LIVE REVIEW: Kathryn Tickell and The Darkening, The Lake Poets @ The Fire Station, Sunderland (10.12.21) | NARC. | Reliably Informed | Music and Creative Arts News for Newcastle and the North East

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Image: Kathryn Tickell & The Darkening by Iam Burn

In 1984, the then 17-year-old Kathryn Tickell, the famed Northumbrian smallpipes player, was named official Piper to the Lord Mayor of Newcastle, filling a space left empty for 150 years until that point. Since then, Tickell has performed alongside and collaborated with a true abundance of artists and bands, most famously with fellow local hero Sting on six of his solo albums. But her latest band, The Darkening, formed in 2018, with whom she recorded her most recent album, Hollowbone, promises to prove perhaps most marvellous of all.

The cornerstone of their music is the piercing sound of Tickell’s Northumbrian smallpipes, which seems to kindle a yearning for Northumberland and the history of the North East with its much more reposeful and far less abrasive timbre than that of Scottish bagpipes.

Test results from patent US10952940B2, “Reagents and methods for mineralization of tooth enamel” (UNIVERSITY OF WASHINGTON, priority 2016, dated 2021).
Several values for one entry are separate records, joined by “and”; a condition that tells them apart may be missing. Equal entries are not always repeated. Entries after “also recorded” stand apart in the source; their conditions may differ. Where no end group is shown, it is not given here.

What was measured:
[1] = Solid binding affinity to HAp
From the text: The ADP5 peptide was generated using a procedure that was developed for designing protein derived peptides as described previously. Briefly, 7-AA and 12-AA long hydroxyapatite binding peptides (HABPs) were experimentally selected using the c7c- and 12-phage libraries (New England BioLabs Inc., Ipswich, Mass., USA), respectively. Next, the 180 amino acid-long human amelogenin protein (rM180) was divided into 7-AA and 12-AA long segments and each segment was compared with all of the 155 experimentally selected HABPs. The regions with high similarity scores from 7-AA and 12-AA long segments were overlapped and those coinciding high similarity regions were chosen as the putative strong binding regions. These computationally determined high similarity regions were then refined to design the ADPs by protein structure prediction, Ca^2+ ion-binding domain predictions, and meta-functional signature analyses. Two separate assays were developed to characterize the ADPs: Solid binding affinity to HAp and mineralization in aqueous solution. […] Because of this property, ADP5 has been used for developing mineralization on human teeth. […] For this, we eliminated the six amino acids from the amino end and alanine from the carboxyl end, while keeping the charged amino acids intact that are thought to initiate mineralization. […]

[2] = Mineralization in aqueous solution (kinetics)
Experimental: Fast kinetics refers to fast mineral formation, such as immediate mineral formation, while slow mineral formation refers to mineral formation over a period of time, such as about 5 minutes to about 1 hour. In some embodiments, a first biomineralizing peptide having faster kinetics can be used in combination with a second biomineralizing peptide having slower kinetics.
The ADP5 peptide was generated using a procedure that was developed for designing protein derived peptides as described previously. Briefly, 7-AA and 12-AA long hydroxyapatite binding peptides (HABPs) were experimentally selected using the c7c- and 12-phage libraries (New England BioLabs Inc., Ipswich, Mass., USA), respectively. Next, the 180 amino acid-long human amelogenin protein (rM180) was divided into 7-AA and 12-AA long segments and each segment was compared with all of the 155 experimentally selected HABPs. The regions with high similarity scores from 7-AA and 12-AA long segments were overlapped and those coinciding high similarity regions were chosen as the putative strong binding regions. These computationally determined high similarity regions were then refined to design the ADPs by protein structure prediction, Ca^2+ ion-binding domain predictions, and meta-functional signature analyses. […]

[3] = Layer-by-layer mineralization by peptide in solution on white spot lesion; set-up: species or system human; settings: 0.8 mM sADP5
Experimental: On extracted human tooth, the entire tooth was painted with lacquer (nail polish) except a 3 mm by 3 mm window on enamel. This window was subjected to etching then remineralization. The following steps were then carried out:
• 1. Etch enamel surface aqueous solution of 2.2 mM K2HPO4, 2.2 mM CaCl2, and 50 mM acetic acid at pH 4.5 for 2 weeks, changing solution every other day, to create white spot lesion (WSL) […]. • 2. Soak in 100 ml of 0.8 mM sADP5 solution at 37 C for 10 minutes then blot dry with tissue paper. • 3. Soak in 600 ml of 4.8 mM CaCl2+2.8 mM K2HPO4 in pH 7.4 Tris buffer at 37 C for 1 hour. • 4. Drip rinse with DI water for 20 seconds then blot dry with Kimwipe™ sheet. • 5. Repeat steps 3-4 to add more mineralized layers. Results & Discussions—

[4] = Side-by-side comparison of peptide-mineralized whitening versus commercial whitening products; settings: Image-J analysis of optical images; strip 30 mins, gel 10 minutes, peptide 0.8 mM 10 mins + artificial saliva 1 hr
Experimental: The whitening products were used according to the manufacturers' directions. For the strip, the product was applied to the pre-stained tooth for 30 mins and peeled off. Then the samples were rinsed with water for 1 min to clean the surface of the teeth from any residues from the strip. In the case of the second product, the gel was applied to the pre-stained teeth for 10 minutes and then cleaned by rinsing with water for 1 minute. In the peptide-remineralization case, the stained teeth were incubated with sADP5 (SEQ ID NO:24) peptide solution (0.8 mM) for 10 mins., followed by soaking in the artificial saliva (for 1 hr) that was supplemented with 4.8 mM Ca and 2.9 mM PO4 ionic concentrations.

This performance was a particularly special one, as Kathryn Tickell & The Darkening were chosen to officially open Sunderland’s brand new venue, The Fire Station. With a wonderfully open feel and a warm and intimate auditorium, it seems the perfect addition to the city’s Cultural Quarter.

Supporting and then returning to the stage to accompany the headliners at the end of the night was local singer songwriter The Lake Poets, whose heartfelt lyrics, all steeped in love for his hometown of Sunderland and its cultural heritage, was a great fit for the night.

Accompanying Kathryn, who also plays fiddle to a virtuosic standard, are Josie Duncan, a harpist and vocalist from Stornoway, Kieran Szifris on mandolin, Joe Truswell on drums, and Amy Thatcher on accordion and vocals, the latter treating us to an unexpected burst of clog dancing. Each and every last one of these performers was impeccable, all delivering their own moments of glory: Kieran’s Challenge, aptly named for the ridiculous amount of wah-wah-mandolin-mastery he displayed, and Lads of Alnwick/Sunderland Lasses, fronted by a sprightly homophonic melody of accordion and pipes which must somehow have come close to breaking the sound barrier, if music can do that, were just two highlights in a lengthy list.

An appropriately stunning opener for such a phenomenal new venue.

The Lake Poets by Iam Burn

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